Nurse Types / Developmental Disability Nurse
Developmental disability nurses (DDNs), sometimes called special needs nurses, care for patients with developmental or intellectual disabilities. Autism, Cerebral Palsy, and Down Syndrome are among the most common conditions nurses handle daily.
All nurses must have compassion and empathy for their patients to be successful in their fields. However, DDNs deal with some of the most vulnerable patients in the healthcare system. You’ll need to be caring and patient to provide the best patient outcomes.
If you’re looking for a challenging nursing career where you’ll make a difference in the lives of your patients, you may want to consider becoming a developmental disability nurse.
In this article, you’ll discover:
- What is a developmental disability nurse?
- What do developmental disability nurses do?
- Where do developmental disability nurses work?
- What are closely related fields?
- How do you become a developmental disability nurse in 3 steps?
- What are additional requirements of developmental disability nurses?
- What are the salary and career outlooks for developmental disability nurses?
- Developmental disability nurse FAQs
What is a developmental disability nurse?
A developmental disability nurse is a registered nurse who specializes in the care of patients with developmental or intellectual disabilities. Most DDNs hold their RN licensure. However, some healthcare settings only require licensed practical nurses (LPNs) to fill these nursing roles.
You’ll spend a large portion of your day educating patients and their caregivers about their conditions and the best ways to manage them. As an essential member of your patient’s healthcare team, you’re responsible for providing bedside care and assisting with other daily living needs.
Qualities of a successful developmental disability nurse
Empathy and patience are two of the qualities most successful DDNs possess. It’s important to remember that your actions have a significant impact on the emotional and physical well-being of your patients.
What do developmental disability nurses do?
Your main job is to give your patients an improved quality of life. Another crucial part of the job involves maintaining their health and well-being by following the guidance of your patient’s healthcare team.
As a DDNs, you’ll spend a large part of your workday analyzing your patients’ behaviors and monitoring health indicators that can affect their treatment plans.
You can expect to assist your patients with basic bodily care, communication, and physical activity needed to maintain their health.
A day in the life of a developmental disability nurse
Depending on where you work, your typical day may not be the same as that of other developmental disability nurses. However, most nurses in this specialty field spend at least a portion of their workweeks consulting with other members of their patients’ care teams.
The rest of the time can be spent helping your patients with daily living tasks, including personal care that includes:
- Bathing and grooming
- Making meals
- Social outings
If your patients take medications, you’ll administer those and monitor for any reactions that would require intervention by the medical team.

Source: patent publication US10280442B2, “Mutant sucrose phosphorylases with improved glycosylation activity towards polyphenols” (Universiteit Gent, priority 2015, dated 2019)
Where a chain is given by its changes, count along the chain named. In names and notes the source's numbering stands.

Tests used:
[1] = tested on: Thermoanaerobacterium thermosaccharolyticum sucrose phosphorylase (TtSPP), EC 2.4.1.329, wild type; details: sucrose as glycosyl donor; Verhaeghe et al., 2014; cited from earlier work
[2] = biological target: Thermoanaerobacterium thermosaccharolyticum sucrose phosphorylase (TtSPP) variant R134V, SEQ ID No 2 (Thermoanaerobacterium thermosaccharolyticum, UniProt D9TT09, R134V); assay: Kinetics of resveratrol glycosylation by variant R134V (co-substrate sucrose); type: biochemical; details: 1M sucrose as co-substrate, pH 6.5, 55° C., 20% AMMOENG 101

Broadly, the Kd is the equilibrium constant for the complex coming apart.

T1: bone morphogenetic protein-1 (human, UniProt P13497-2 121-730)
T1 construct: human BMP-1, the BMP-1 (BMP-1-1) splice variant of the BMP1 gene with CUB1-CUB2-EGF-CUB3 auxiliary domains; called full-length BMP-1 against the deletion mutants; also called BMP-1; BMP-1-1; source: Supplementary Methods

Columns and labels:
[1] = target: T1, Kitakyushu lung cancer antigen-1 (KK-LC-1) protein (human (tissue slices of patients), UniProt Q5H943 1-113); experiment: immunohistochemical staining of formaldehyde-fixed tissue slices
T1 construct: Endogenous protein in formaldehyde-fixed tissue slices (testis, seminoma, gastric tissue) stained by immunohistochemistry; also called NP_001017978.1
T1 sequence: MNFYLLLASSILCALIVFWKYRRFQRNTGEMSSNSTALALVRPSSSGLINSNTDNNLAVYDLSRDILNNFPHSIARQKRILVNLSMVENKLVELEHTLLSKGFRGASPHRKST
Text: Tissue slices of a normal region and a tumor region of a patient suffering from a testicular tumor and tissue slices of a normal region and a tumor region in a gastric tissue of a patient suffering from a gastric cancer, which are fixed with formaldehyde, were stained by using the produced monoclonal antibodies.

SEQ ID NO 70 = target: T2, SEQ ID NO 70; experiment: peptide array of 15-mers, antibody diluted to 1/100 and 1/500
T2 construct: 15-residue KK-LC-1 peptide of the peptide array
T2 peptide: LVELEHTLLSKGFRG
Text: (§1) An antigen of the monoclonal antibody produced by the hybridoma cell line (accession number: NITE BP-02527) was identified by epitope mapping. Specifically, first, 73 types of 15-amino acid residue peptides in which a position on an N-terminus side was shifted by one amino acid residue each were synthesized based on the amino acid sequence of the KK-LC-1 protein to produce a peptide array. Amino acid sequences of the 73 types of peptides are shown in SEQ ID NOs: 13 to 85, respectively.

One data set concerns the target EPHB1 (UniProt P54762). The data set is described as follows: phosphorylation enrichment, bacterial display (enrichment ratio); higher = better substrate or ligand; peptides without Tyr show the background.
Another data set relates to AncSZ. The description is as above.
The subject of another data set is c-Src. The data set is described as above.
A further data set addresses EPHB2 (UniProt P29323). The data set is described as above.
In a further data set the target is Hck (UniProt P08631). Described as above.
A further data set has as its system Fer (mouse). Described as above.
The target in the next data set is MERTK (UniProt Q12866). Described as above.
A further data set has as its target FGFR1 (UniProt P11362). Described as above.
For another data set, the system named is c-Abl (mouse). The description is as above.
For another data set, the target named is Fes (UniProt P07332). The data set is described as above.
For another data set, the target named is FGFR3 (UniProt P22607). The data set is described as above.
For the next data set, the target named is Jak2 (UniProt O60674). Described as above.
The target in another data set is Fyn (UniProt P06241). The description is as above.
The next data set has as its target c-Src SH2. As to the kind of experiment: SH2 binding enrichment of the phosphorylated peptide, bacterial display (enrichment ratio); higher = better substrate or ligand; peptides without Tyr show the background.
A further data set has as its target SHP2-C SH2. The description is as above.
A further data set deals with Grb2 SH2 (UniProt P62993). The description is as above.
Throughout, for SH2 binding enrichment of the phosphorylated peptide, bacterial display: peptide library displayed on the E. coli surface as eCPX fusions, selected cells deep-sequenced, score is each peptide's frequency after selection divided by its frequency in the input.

Common conditions treated by developmental disability nurses
Some of the common conditions you can expect to treat in this role include:
Where do developmental disability nurses work?
DDNs work in a variety of care settings. Basically, you can work anywhere patients with developmental and intellectual disabilities receive care.
Some of the most common healthcare settings include:
- Home healthcare. Some travel nursing agencies provide in-home care for individuals with developmental or intellectual disabilities. In this role, you’ll visit patients in their home setting, monitoring their well-being and providing them with any daily living assistance needed.
- Hospitals. Communicating with caregivers, monitoring your patients’ well-being, and performing bedside care are among the tasks you can expect when working in this healthcare setting.
- Schools. As many public and private schools work toward more equitable and inclusive environments, developmental disability nurses can help achieve this goal. You’ll be responsible for assisting students with developmental or intellectual disabilities with their healthcare needs during the school day.
What are closely related fields?
If you’re not sure about a career as a DDNs – but you like the idea of helping those with special needs – some similar fields may be of interest instead. Some of your options include:
- Occupational therapists help patients with developmental disabilities learn how to perform daily living tasks. They also teach caregivers how to help persons with disabilities ensure they live happy, healthy lives.
- Physical therapists work with individuals with a developmentally disability to help them improve body movements and reduce pain associated with their conditions.
Expert advice from nurses like you
How do you become a developmental disability nurse in 3 steps?
If you’ve decided to pursue a career in this field, you can follow these 3 steps to make your dream a reality.
Step 1 – Become a registered nurse
Some healthcare settings may hire LPNs to work in this nursing specialty. Most require you to hold an RN licensure. So, the first step in the process is to become a registered nurse.
If you’re an RN with an Associate Degree in Nursing (ADN), you technically qualify. However, you may want to pursue your BSN degree, as most healthcare settings prefer it.
Earn a BSN degree